Cthulhu Saves Christmas (PC)
Cthulhu Saves Christmas is a direct prequel to Cthulhu Saves the World, and even ends with the opening of Saves the World. But while that was a cute indie JRPG romp*, this somehow manages to feel like both a rushed out Christmas special, and an overdesigned clusterfuck.
* I hope, this left me with the urge to replay Saves the World if only to make sure it's held up well.
If you've played Chrono Cross, remember how spells were tied to equippable items that could only be used once a battle? Cthulhu Saves Christmas does something like that. Each character has up to eight abilities at a time, nearly all of which can only be used once. Four slots you get to set on the equipment screen, three slots randomly pull from unequipped abilities and a few that can't be equipped at all, and the last slot is a Defend ability that also recharges the four set slots and rerolls the three random slots. Also, every so many turns a character goes Super Saiyan and any ability they use on that turn is powered up so you'll want a good move ready, which typically means defending on the turn before. I get wanting to shake up the traditional JRPG formula, but there's "shaking things up" and "slowing things down" and Cthulhu Saves Christmas faceplants into the latter. And on Normal difficulty common enemies are so fucking tanky that random battles just become a chore. You can change difficulty at any time outside of battle, so I wound up going through the dungeons on Easy, then kicking it up to Normal for boss battles.
This RNG on top of RNG makes exploiting elemental weakness spotty and status ailments unreliable - you have to have an ability with the element or ailment available, then you have to be in a fight with an enemy susceptible to it. You can put those spells in your set ability slots, but then they'll just be cluttering up your menu in battles against enemies that aren't vulnerable to them. And of course, if you do manage to have the right ability at the right time, you can only use it once. So battles amount to going through your abilities one by one until they're spent then defending to get them back, and if you're lucky you'll get to disable an enemy for a turn.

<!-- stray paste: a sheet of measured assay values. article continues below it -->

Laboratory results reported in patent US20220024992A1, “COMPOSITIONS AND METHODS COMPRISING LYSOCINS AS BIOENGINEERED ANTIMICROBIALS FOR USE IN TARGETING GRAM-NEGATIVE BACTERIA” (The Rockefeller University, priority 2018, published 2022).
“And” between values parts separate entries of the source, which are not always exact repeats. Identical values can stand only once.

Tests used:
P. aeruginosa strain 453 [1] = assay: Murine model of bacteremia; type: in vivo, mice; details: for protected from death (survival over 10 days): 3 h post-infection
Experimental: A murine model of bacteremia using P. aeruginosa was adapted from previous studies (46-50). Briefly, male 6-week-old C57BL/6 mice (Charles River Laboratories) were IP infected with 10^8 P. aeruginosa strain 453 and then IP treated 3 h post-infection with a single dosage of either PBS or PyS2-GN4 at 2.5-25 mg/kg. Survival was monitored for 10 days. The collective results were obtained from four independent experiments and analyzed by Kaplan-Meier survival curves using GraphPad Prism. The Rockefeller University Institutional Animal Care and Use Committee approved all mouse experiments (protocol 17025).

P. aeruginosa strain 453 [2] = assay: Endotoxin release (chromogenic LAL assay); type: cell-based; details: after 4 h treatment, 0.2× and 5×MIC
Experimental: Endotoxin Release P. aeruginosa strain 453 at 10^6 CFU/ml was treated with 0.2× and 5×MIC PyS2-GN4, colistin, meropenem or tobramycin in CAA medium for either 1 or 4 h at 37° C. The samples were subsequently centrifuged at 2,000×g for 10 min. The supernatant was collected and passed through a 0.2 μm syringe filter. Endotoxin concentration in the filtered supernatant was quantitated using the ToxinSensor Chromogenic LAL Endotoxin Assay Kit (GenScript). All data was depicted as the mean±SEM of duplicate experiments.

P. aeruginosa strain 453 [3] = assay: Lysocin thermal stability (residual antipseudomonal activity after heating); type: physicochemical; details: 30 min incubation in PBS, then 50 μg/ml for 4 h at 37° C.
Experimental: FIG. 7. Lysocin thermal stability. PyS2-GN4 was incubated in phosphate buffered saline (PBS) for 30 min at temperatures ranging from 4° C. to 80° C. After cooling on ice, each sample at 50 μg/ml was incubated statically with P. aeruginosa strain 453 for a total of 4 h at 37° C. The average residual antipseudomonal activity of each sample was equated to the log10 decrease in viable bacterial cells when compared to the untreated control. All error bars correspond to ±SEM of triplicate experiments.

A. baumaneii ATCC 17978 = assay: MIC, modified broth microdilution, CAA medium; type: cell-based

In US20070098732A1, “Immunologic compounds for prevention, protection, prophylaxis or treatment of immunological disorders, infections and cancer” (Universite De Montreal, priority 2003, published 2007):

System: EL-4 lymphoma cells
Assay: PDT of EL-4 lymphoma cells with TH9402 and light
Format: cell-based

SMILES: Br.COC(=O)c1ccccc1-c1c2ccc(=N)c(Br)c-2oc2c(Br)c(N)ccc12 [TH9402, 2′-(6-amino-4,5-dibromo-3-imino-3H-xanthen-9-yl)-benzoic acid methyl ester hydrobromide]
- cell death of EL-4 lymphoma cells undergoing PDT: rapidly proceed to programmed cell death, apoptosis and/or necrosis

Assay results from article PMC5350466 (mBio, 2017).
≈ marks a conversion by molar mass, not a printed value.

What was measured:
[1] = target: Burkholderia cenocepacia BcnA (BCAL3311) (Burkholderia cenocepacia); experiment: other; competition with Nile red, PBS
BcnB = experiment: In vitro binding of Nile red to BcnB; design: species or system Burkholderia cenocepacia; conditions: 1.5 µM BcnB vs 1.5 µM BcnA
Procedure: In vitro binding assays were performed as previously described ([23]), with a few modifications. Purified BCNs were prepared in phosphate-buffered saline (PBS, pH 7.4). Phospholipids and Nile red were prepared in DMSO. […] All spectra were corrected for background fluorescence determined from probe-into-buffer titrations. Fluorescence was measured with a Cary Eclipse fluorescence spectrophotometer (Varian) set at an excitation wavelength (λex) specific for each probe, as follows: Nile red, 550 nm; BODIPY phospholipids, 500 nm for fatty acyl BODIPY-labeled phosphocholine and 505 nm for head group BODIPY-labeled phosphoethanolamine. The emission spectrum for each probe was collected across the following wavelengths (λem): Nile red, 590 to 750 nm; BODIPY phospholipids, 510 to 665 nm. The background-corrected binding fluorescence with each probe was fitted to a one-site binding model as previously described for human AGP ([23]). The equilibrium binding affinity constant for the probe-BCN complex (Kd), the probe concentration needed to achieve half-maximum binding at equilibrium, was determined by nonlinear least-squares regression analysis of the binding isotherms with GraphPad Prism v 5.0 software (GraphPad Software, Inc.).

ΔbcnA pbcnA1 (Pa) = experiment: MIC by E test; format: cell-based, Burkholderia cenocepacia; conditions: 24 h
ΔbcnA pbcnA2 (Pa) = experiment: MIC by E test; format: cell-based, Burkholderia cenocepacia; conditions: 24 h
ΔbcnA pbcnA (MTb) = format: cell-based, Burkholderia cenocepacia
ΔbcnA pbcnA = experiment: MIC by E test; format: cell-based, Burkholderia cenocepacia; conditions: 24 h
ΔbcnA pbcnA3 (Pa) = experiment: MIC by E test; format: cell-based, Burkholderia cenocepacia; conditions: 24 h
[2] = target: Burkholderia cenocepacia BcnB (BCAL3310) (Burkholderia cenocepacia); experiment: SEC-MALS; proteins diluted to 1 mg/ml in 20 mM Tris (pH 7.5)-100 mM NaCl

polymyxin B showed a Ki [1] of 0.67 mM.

This appears to be the battle system Cosmic Star Heroine uses, and that's a full-length game. That concerns me.
One character has an extra meter, "chicken," and some abilities cause her to charge "chicken" energy which is then consumed by other attacks. None of the other three have special mechanics, so it's just... weird. Granted, her Rotten Egg ability was the only ailment-inflicting ability I consistently used because one, most enemies and even some bosses are vulnerable to poison; two, poison lasts more than one turn; and three, the poison does more damage per turn the higher her chicken energy was when Rotten Egg was cast, so it was the only thing worth building up chicken energy for. Side note, I initially thought "Baba Yaga" was a clumsy Baby Yoda reference, but the Baba Yaga is actually a thing. At least this game taught me a new folklore nugget, along with Belsnickel and the Mari Lwyd.
World exploration is nonexistent. Instead of an open world and towns for you to explore, there's one home town and between dungeons you get a list of locations you can visit, like the post office or the park. You pick one, get a slideshow of Cthulhu causing trouble there, and receive a piece of equipment afterward. You do this a few times, then the game teleports you to the next dungeon. Other than what you get by basically throwing darts at a map, the only equipment is what you find in chests around dungeons. There isn't even any money in the game, with your HP being refilled after each fight and items being one-use abilities.
I also had to keep a low-level piece of armor on Crystal for the last half of the game because it allowed repeated use of one of her healing spells.
And as somebody who still regularly listens to Cthulhu Saves the World's soundtrack, Cthulhu Saves Christmas' is a huge step down. It's fine and the main battle theme slaps, but jeez, the final boss theme is total dogshit compared to "Existence Collapses." And the final dungeon doesn't even have its own track.
The Fantastic Mr. Fox (PG)
I read the original Fantastic Mr. Fox book years ago, and didn't really get what the point was (because yes, I'm a thicky dumb-dumb who can't figure out the subtext of a children's book). Getting shit done versus obsessing over somebody who wronged you in the past and has since moved on with their life? The movie tweaks it into the story of a guy whose desire to be remembered leads to him screwing the pooch, which is oddly relevant these days with people causing forest fires and fucking earthquakes at gender reveal parties over their needs for attention on social media.
It's a pretty movie, and just about any still wouldn't look out of place in a children's storybook. But the narrative loop of Fox antagonizes, farmers retaliate, Fox antagonizes, farmers retaliate, Fox antagonizes etc. gives it the pacing of water circling a drain. I know that's how the book went, but the movie adds at least one more round of antagonize-retaliate to keep it going even longer.